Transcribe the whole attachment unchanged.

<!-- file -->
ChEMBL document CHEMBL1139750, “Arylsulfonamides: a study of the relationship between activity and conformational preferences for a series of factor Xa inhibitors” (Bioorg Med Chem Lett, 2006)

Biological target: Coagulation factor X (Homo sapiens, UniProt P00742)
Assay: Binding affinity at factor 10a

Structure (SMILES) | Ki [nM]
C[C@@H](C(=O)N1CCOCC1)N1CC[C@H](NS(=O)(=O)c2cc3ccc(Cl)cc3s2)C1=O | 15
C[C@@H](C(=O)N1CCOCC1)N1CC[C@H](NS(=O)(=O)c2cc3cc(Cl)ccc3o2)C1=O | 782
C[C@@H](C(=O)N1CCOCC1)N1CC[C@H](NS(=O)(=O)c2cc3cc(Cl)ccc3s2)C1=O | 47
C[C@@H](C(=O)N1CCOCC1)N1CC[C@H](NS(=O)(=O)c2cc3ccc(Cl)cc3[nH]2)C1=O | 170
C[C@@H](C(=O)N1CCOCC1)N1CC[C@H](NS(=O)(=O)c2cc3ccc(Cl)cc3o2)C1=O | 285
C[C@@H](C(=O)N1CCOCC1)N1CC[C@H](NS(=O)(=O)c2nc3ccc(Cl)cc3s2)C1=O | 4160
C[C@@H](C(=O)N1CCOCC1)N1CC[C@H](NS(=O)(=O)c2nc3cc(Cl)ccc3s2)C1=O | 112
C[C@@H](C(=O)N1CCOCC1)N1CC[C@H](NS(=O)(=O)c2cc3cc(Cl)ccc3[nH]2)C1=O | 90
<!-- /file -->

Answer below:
ChEMBL document CHEMBL1139750, “Arylsulfonamides: a study of the relationship between activity and conformational preferences for a series of factor Xa inhibitors” (Bioorg Med Chem Lett, 2006)

Biological target: Coagulation factor X (Homo sapiens, UniProt P00742)
Assay: Binding affinity at factor 10a

Structure (SMILES) | Ki [nM]
C[C@@H](C(=O)N1CCOCC1)N1CC[C@H](NS(=O)(=O)c2cc3ccc(Cl)cc3s2)C1=O | 15
C[C@@H](C(=O)N1CCOCC1)N1CC[C@H](NS(=O)(=O)c2cc3cc(Cl)ccc3o2)C1=O | 782
C[C@@H](C(=O)N1CCOCC1)N1CC[C@H](NS(=O)(=O)c2cc3cc(Cl)ccc3s2)C1=O | 47
C[C@@H](C(=O)N1CCOCC1)N1CC[C@H](NS(=O)(=O)c2cc3ccc(Cl)cc3[nH]2)C1=O | 170
C[C@@H](C(=O)N1CCOCC1)N1CC[C@H](NS(=O)(=O)c2cc3ccc(Cl)cc3o2)C1=O | 285
C[C@@H](C(=O)N1CCOCC1)N1CC[C@H](NS(=O)(=O)c2nc3ccc(Cl)cc3s2)C1=O | 4160
C[C@@H](C(=O)N1CCOCC1)N1CC[C@H](NS(=O)(=O)c2nc3cc(Cl)ccc3s2)C1=O | 112
C[C@@H](C(=O)N1CCOCC1)N1CC[C@H](NS(=O)(=O)c2cc3cc(Cl)ccc3[nH]2)C1=O | 90